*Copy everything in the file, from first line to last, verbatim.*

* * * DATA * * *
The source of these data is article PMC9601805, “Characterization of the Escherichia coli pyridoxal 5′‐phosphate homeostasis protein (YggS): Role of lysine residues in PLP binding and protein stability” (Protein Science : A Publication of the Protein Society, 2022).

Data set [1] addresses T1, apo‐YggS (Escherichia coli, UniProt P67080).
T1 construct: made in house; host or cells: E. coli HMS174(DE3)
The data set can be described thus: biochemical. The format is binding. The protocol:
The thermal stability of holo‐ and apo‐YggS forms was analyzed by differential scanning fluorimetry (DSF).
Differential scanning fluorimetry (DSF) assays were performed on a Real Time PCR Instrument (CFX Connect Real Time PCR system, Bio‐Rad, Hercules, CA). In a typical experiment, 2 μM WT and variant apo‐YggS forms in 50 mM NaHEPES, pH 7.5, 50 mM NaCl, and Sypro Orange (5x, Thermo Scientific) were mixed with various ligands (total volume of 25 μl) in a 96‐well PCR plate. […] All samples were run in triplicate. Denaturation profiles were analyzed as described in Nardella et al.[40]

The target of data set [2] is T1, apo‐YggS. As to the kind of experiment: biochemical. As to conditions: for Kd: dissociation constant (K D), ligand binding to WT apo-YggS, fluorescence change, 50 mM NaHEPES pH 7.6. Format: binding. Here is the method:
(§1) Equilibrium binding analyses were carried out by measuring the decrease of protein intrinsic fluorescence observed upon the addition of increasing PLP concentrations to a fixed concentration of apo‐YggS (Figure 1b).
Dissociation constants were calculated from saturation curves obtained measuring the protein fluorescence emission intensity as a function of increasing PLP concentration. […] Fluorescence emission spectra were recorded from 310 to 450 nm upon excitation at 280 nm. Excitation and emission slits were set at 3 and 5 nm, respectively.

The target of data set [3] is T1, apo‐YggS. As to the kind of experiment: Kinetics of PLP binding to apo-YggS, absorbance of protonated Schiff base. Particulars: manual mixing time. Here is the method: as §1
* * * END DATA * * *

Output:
The source of these data is article PMC9601805, “Characterization of the Escherichia coli pyridoxal 5′‐phosphate homeostasis protein (YggS): Role of lysine residues in PLP binding and protein stability” (Protein Science : A Publication of the Protein Society, 2022).

Data set [1] addresses T1, apo‐YggS (Escherichia coli, UniProt P67080).
T1 construct: made in house; host or cells: E. coli HMS174(DE3)
The data set can be described thus: biochemical. The format is binding. The protocol:
The thermal stability of holo‐ and apo‐YggS forms was analyzed by differential scanning fluorimetry (DSF).
Differential scanning fluorimetry (DSF) assays were performed on a Real Time PCR Instrument (CFX Connect Real Time PCR system, Bio‐Rad, Hercules, CA). In a typical experiment, 2 μM WT and variant apo‐YggS forms in 50 mM NaHEPES, pH 7.5, 50 mM NaCl, and Sypro Orange (5x, Thermo Scientific) were mixed with various ligands (total volume of 25 μl) in a 96‐well PCR plate. […] All samples were run in triplicate. Denaturation profiles were analyzed as described in Nardella et al.[40]

The target of data set [2] is T1, apo‐YggS. As to the kind of experiment: biochemical. As to conditions: for Kd: dissociation constant (K D), ligand binding to WT apo-YggS, fluorescence change, 50 mM NaHEPES pH 7.6. Format: binding. Here is the method:
(§1) Equilibrium binding analyses were carried out by measuring the decrease of protein intrinsic fluorescence observed upon the addition of increasing PLP concentrations to a fixed concentration of apo‐YggS (Figure 1b).
Dissociation constants were calculated from saturation curves obtained measuring the protein fluorescence emission intensity as a function of increasing PLP concentration. […] Fluorescence emission spectra were recorded from 310 to 450 nm upon excitation at 280 nm. Excitation and emission slits were set at 3 and 5 nm, respectively.

The target of data set [3] is T1, apo‐YggS. As to the kind of experiment: Kinetics of PLP binding to apo-YggS, absorbance of protonated Schiff base. Particulars: manual mixing time. Here is the method: as §1